For decades, the West Coast longshoremen's union could boast that its members had some of the highest-paying blue-collar jobs in the nation. Workers who unload ships commonly earn more than US$85,000 a year. \nBut now the longshoremen fear that their jobs -- and those of future generations of longshoremen -- are under siege. \nThose fears could lead to a shutdown of all seaports from San Diego to Seattle on July 1 -- a move that could send shock waves through the nation's already fragile economy. \nIn the giant Los Angeles-Long Beach port complex, by far the nation's largest port, burly longshoremen complain that the shipping companies want to install more computerized technology that they fear could throw hundreds of union members out of work -- and take away jobs for future dockworkers. \nBut officials with the shipping companies insist that their role is to run an efficient port, not to protect the jobs of the unborn. \nThe shipping companies complain about work rules dating from the 1940s and argue that more modern rules -- and more modern technologies -- are needed or the West Coast ports will choke on their own inefficiencies. \nThese clashing views could lead to the biggest work stoppage on the waterfront since 1971, when the longshoremen staged a four-month strike. While officials with the International Longshore and Warehouse Union say they have no plans to call a strike, the shipping companies fear that the workers will stage a job slowdown if no contract is reached by July 1. \nUnion members say they worry that management will beat them to the punch and lock out the 10,500 West Coast longshoremen, who remove cargo from ships and record all merchandise that goes in or out of the ports. \n"If you have a shutdown of these ports, it would be devastating," said Jack Kyser, chief economist of the Los Angeles County Economic Development Corp "It's not just what it would do to the West Coast economy, it's what it would do to the US economy." \nA study by Stephen Cohen, a professor at the University of California , estimated that a five-day work stoppage would cost the nation's economy US$4.7 billion and the cost of a 20-day stoppage would be US$48.6 billion. The West Coast ports handle more than US$300 billion in goods annually, directly affecting 7 percent of the nation's economic output. \nDepartment stores, car dealers, hardware companies and many other businesses fear that a shutdown of the ports could quickly interrupt their supply lines. \nBegging for a settlement \nThat explains why business groups across the nation are pressuring the union and the management group, the Pacific Maritime Association, which represents shipping lines and stevedores, to reach a settlement before July 1. \nBut not much optimism is heard about the negotiations, and that, economists say, is one reason Wall Street has slumped in recent weeks. As a result of the pessimism, some business groups are urging President Bush to use his powers under the Taft-Hartley Act to order a cooling off period to delay and possibly prevent a strike, slowdown or lockout. \n"It's hard to think that all this is being managed in a way that it will be resolved by July 1," said Robin Lanier, executive director of the West Coast Waterfront Coalition, which represents a range of companies, from shipping lines to retailers like Target and automakers like Toyota. \nFor months before negotiations officially began on May 13, management officials said the crucial issue was technology. They said greater use of technology would save money, reduce the two-hour lines of trucks waiting to enter the ports and increase security in cargo-handling when the nation fears new terrorist attacks. \nManagement hates rules like the one that requires clerks in the longshoremen's union to type in information about all arriving merchandise when that information was already typed in when ships left Asia. \nA study by Michael Nacht, a public policy professor at the University of California, found that not using technology more efficiently costs the shipping industry at least US$1 billion a year. \n"We cannot avoid the issue of new technology," Joseph Miniace, president of the Pacific Maritime Association, told the union when negotiations began last month. "Currently, the West Coast is behind. We must see to it that the West Coast moves to the forefront." \nWhile acknowledging that technology might reduce the number of jobs, management negotiators promised that it would not cause layoffs for any current workers. Many longshoremen are unimpressed by that promise because they do not trust management. But that is not the only reason union members fear more technology. \nA legacy \n"The union doesn't look at these jobs as jobs to trade away," Steve Stallone, the union's spokesman, said when the negotiations began. "We hold these jobs in trust to pass down to other people in the community. We negotiate for the next generation of longshoremen." \nUnion officials insist that theirs is an enlightened union that has often entertained the greater use of technology. They point to the landmark agreements of the 1960s that allowed ports to handle cargo in large containers. In return, the union shared in the rising profits -- in the form of unusually high wages -- made possible by modernization. \nSome union officials acknowledge that the focus on technology has put them on the defensive. They point to other important issues in the talks, among them management's proposals to require retirees and current workers to begin contributing toward their health insurance. \n"It's not fair that all these foreign-owned shipping lines want American workers and elderly American retirees who live on a fixed income to pay more for health coverage," said Ramon Ponce de Leon Jr., president of the largest longshoremen's local for the Los Angeles-Long Beach port. \nIn a brief interview, Miniace and James Spinosa, the union's president, defended the pace of the talks. They said in a joint statement that the two sides had successfully negotiated contracts over the past 30 years, and that "we are confident that we will succeed again."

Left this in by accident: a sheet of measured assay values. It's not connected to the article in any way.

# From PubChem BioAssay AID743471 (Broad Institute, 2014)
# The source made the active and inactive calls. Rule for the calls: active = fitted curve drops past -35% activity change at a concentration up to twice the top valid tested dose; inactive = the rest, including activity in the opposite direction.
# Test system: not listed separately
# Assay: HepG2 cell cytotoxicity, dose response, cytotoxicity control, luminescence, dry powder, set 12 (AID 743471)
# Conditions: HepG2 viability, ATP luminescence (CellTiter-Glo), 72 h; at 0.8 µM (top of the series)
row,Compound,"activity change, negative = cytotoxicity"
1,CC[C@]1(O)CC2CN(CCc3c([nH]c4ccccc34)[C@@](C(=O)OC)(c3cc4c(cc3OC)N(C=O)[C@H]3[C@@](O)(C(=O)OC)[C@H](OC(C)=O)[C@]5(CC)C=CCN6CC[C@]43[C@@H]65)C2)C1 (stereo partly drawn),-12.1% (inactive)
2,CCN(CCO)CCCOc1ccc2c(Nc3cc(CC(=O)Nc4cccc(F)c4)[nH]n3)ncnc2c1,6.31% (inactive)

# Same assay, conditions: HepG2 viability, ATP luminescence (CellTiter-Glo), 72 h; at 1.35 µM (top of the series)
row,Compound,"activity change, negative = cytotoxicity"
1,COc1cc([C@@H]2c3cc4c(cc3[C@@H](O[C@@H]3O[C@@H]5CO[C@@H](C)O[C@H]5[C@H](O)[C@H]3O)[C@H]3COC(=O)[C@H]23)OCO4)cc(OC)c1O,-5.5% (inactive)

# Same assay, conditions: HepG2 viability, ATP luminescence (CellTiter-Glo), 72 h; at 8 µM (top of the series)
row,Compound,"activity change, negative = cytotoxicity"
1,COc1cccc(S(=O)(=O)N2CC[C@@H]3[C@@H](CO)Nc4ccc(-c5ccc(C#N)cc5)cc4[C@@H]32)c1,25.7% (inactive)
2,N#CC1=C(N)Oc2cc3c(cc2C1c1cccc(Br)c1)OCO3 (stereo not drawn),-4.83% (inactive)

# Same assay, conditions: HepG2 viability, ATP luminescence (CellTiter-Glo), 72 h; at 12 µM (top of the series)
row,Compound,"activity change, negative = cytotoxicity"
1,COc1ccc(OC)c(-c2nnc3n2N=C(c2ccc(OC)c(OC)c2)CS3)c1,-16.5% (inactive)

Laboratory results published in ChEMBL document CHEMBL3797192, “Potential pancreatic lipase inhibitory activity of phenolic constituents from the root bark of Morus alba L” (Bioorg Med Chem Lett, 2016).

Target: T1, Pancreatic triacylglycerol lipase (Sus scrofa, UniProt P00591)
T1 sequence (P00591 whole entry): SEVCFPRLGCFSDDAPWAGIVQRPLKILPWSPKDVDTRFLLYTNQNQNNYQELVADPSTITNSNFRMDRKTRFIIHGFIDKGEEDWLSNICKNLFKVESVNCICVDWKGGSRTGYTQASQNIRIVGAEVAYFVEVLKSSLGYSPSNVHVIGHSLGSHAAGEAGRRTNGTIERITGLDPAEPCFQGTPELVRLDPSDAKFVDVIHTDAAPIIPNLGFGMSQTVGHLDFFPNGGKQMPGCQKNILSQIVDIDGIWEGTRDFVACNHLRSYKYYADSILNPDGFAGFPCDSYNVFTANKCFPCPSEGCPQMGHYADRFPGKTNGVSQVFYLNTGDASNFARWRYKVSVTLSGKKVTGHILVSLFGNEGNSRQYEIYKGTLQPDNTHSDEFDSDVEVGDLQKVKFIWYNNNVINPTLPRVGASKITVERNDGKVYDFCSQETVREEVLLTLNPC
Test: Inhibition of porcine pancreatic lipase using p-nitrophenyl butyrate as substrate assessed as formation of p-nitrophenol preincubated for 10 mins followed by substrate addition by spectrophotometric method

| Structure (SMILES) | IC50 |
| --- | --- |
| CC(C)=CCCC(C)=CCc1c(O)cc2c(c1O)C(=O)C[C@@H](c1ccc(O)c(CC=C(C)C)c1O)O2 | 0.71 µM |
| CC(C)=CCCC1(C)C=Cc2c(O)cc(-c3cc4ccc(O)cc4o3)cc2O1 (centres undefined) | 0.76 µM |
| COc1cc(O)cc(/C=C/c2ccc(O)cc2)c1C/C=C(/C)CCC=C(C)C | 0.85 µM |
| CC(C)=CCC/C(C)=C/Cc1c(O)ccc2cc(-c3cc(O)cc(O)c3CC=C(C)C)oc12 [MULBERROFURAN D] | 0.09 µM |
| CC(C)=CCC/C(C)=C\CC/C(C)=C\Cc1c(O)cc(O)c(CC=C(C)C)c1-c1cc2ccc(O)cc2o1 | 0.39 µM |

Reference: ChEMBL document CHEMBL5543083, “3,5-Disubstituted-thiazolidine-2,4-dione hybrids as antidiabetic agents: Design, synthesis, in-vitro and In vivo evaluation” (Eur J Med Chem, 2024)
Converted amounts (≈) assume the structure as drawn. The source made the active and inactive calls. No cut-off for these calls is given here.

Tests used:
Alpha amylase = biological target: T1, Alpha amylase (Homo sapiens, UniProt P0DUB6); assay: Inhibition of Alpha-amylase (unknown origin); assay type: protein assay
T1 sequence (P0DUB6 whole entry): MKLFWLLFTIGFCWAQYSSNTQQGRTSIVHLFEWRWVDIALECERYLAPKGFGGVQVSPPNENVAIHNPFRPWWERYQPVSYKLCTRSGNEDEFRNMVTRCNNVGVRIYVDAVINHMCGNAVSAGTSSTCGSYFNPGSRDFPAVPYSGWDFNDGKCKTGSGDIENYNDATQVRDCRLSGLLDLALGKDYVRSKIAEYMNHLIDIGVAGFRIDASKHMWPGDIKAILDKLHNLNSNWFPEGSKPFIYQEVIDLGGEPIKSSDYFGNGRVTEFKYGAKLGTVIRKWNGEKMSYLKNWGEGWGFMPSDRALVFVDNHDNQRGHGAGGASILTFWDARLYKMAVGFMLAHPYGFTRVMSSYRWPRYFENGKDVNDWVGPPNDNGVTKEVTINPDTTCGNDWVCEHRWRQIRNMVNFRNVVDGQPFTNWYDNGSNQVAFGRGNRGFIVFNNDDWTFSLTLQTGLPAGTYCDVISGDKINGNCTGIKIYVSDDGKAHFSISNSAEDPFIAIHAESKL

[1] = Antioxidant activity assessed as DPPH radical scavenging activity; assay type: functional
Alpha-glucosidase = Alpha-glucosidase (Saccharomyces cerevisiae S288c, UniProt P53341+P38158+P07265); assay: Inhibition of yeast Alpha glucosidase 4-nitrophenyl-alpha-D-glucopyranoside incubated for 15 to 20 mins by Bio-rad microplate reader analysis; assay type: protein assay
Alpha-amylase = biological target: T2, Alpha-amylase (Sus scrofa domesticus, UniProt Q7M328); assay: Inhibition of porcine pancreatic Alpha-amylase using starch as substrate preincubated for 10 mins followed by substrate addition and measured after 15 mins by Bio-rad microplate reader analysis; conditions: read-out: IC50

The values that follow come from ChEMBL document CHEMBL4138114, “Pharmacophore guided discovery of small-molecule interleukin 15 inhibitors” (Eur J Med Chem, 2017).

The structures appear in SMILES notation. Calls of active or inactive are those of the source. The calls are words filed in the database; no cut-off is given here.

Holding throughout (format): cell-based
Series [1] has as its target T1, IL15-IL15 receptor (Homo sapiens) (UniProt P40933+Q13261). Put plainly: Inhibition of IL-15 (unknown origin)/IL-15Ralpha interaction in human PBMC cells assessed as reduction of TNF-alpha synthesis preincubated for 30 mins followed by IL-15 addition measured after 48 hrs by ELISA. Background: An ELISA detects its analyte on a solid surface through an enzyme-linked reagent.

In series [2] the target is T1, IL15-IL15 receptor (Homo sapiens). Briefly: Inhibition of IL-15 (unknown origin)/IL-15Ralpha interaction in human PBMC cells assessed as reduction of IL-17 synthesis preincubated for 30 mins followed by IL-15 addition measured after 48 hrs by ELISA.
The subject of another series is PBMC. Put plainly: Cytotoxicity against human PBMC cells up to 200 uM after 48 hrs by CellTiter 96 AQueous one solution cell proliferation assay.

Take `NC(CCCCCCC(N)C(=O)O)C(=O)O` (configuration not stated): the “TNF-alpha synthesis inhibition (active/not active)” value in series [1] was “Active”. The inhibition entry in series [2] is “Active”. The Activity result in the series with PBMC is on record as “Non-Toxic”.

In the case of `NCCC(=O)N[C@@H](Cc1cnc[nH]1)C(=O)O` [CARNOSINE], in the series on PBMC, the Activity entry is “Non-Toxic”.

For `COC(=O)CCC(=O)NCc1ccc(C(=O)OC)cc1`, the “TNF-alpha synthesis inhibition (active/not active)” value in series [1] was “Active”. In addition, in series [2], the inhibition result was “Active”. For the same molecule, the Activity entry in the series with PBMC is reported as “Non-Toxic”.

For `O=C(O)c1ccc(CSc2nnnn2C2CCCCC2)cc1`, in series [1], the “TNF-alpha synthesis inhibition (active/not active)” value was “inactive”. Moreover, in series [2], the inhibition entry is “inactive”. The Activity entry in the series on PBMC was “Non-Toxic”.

PHOTO: NY TIMES